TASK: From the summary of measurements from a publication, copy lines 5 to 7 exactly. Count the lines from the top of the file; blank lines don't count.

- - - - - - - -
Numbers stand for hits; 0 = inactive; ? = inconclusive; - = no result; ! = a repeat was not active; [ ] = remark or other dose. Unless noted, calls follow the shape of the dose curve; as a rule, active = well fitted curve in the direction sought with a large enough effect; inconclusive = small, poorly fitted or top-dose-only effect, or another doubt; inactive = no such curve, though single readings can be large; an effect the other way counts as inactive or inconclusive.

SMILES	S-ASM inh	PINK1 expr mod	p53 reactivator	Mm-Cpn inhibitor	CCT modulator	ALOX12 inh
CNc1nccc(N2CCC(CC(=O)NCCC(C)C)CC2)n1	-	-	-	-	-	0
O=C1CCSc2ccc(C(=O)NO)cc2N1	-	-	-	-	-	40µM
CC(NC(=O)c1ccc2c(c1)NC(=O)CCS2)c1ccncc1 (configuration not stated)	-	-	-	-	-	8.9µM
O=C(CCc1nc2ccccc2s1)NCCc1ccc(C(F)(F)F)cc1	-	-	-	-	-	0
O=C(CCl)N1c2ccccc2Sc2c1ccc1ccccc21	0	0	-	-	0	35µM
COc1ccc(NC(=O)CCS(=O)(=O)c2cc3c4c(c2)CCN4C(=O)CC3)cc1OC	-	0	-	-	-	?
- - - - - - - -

CC(NC(=O)c1ccc2c(c1)NC(=O)CCS2)c1ccncc1 (configuration not stated)	-	-	-	-	-	8.9µM
O=C(CCc1nc2ccccc2s1)NCCc1ccc(C(F)(F)F)cc1	-	-	-	-	-	0
O=C(CCl)N1c2ccccc2Sc2c1ccc1ccccc21	0	0	-	-	0	35µM